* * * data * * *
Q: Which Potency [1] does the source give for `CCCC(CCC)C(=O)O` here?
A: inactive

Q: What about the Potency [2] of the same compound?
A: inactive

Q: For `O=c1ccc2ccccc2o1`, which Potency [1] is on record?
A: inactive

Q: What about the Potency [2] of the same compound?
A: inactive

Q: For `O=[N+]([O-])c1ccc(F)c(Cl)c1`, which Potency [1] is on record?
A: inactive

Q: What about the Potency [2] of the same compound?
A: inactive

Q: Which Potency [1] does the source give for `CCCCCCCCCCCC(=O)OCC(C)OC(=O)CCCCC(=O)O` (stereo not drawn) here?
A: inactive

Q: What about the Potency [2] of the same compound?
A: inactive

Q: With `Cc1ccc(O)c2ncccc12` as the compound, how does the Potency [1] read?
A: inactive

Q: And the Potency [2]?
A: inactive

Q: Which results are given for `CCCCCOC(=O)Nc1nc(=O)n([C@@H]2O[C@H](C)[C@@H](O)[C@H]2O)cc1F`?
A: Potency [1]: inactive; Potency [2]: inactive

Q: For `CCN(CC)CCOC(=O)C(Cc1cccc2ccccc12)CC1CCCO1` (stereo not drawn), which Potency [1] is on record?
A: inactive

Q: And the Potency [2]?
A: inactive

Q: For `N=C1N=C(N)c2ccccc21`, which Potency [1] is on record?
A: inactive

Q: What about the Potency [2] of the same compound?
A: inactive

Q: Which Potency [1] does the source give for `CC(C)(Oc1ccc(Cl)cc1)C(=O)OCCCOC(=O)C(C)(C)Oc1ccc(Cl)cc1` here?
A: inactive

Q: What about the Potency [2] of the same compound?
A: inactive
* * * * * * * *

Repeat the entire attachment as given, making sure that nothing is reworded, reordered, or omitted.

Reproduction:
Q: Which Potency [1] does the source give for `CCCC(CCC)C(=O)O` here?
A: inactive

Q: What about the Potency [2] of the same compound?
A: inactive

Q: For `O=c1ccc2ccccc2o1`, which Potency [1] is on record?
A: inactive

Q: What about the Potency [2] of the same compound?
A: inactive

Q: For `O=[N+]([O-])c1ccc(F)c(Cl)c1`, which Potency [1] is on record?
A: inactive

Q: What about the Potency [2] of the same compound?
A: inactive

Q: Which Potency [1] does the source give for `CCCCCCCCCCCC(=O)OCC(C)OC(=O)CCCCC(=O)O` (stereo not drawn) here?
A: inactive

Q: What about the Potency [2] of the same compound?
A: inactive

Q: With `Cc1ccc(O)c2ncccc12` as the compound, how does the Potency [1] read?
A: inactive

Q: And the Potency [2]?
A: inactive

Q: Which results are given for `CCCCCOC(=O)Nc1nc(=O)n([C@@H]2O[C@H](C)[C@@H](O)[C@H]2O)cc1F`?
A: Potency [1]: inactive; Potency [2]: inactive

Q: For `CCN(CC)CCOC(=O)C(Cc1cccc2ccccc12)CC1CCCO1` (stereo not drawn), which Potency [1] is on record?
A: inactive

Q: And the Potency [2]?
A: inactive

Q: For `N=C1N=C(N)c2ccccc21`, which Potency [1] is on record?
A: inactive

Q: What about the Potency [2] of the same compound?
A: inactive

Q: Which Potency [1] does the source give for `CC(C)(Oc1ccc(Cl)cc1)C(=O)OCCCOC(=O)C(C)(C)Oc1ccc(Cl)cc1` here?
A: inactive

Q: What about the Potency [2] of the same compound?
A: inactive